I think that I will enjoy the bike, but I have to make sure that I do not 'cook it' too much on the bike for the run. One worry I have is that I seem to zoom off, as I always do when racing at an OCR, with the start of the run and I was doing 8 minute miles off the bike the other day for half an hour! this being said my running has improved so much with the cross training like never before.

My parkrun time is, somehow, a minute and forty seconds quicker than when I was at peak marathon fitness and I feel really strong when I run and push. I think if I am out on Sunday on the run course then this will be the time that I can push and enjoy it!

So I guess overall I am a little apprehensive about the swim, but if I take my time, avoid the 'washing machine' and make it to transition then I have a chance of enjoying the day. My cycle and my run is ready, I just do not want to DNF at the swim as I have trained so hard. I have put so much into this and I do not want to come home and have to say I failed at the first real test. Let alone face my girlfriend, who has put up with the hours of training, travel and grumpiness in my quest to become an Ironman and who will be there at the finish line. 

I would like to thank those that have spared some time to train with me over the last three months, from Thursday's swimming intervals (Tash llewelyn) to Steve Murfin and / or James Cooper merely coming to Parkrun with me - it has really helped and I am thankful.

I promise to write my blog the next morning after the Outlaw Half - good or bad, elated or crying; it will come out but I hope, with everything I have, that I will cross the line on Sunday.

Ironman ambitions - Part 6

For more information on Zone 3 Wetsuits visit: www.racezone3.com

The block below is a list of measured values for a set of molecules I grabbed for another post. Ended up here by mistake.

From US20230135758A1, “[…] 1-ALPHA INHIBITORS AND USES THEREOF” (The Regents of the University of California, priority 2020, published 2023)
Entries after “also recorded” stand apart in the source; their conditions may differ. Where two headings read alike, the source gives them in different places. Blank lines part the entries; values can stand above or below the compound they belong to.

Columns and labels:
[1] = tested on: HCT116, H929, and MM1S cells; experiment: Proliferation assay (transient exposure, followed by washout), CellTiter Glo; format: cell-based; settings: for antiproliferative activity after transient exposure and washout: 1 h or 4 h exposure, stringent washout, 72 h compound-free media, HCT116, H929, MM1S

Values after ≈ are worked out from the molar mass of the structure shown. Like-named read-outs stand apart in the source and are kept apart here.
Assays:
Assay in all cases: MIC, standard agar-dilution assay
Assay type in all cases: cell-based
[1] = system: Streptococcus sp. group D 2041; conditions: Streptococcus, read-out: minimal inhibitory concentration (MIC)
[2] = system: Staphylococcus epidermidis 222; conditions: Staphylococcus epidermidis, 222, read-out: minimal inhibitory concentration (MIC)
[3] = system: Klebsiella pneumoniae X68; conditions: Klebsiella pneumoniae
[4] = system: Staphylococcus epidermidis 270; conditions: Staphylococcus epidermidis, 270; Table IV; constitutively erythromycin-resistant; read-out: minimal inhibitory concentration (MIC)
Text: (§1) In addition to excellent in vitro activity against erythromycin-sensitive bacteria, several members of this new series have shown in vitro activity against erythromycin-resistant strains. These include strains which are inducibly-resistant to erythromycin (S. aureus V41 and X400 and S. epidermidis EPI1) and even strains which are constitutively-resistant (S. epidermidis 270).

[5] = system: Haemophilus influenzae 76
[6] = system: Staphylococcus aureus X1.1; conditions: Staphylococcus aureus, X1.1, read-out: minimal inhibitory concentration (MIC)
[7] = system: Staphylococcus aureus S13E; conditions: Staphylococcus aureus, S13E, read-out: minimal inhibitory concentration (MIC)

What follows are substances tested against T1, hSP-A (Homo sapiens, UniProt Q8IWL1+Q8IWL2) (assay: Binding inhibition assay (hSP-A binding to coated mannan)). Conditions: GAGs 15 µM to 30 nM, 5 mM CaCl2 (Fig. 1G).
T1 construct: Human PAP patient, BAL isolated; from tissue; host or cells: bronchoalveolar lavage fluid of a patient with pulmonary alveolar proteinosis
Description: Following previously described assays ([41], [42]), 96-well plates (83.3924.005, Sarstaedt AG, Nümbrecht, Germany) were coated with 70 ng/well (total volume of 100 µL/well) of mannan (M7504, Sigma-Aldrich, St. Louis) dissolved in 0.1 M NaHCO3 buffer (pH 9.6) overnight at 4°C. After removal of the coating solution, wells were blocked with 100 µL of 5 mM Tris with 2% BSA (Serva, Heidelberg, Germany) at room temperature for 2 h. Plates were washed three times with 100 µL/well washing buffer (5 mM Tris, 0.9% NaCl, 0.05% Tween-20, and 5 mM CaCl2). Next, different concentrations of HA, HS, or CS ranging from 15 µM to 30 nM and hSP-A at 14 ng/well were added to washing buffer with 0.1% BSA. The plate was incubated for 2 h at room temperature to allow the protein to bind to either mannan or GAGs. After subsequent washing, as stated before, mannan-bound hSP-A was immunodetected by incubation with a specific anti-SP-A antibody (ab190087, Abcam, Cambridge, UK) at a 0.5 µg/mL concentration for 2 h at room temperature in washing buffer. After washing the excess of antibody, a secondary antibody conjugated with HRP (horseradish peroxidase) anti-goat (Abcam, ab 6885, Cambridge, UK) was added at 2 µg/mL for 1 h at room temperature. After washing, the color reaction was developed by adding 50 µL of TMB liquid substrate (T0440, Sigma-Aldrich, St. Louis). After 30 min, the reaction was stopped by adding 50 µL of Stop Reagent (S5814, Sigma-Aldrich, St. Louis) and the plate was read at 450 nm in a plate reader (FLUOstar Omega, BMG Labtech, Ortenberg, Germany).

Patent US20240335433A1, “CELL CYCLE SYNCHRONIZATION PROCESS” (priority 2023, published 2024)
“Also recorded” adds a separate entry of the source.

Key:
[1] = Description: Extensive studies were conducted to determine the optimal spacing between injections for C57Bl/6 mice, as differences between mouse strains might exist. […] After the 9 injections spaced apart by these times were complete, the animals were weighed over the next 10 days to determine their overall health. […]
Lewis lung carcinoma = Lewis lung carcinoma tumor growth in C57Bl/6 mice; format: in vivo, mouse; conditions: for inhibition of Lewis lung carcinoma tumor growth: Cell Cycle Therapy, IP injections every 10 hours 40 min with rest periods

For more information on Pro Bike Fit in Newbury check out: www.pro-bikefit.co.uk


About The Author

Paul Hayward

I am 33 years old and spend the majority of my life within an office environment. Whilst I played football, I never really took an interest in sport let alone athletics. In 2011 I joined a gym as I was slightly concerned about my weight. However I was, like an awful lot of my colleagues, coasting and I considered spinning three times a week a workout.
This changed when I took up a circuits class and found myself entering Men’s Health Survival of the Fittest London in November 2011. I was assured by my friends that this was a good idea and would be a “challenge”.
I had never entered any form of competitive event before and training for this run changed me. I listened to my personal trainer, who assured me that if I quit drink I could be dangerous, and sorted out my diet, stopped drinking so much and focussed my training. I completed the race in just over an hour and I was instantly bitten by the racing bug, I loved the challenge the event offered. 
Nearly two years on I have completed a half marathon in 1hour 49 minutes, came 6th in the Rat Race Horseplay 5k event and usually come within the top 30% at Obstacle Course races. I am also a part time triathlete and I am lucky to find myself in a running club where we have a great coach and the focus is on members. If I am honest - I came to running through these events and I am not alone.
My aim through Run 247 is to promote, discuss and publicise Obstacle Course racing. It is becoming huge and over the coming months we will cover all of the major races and the new competitors entering the scene.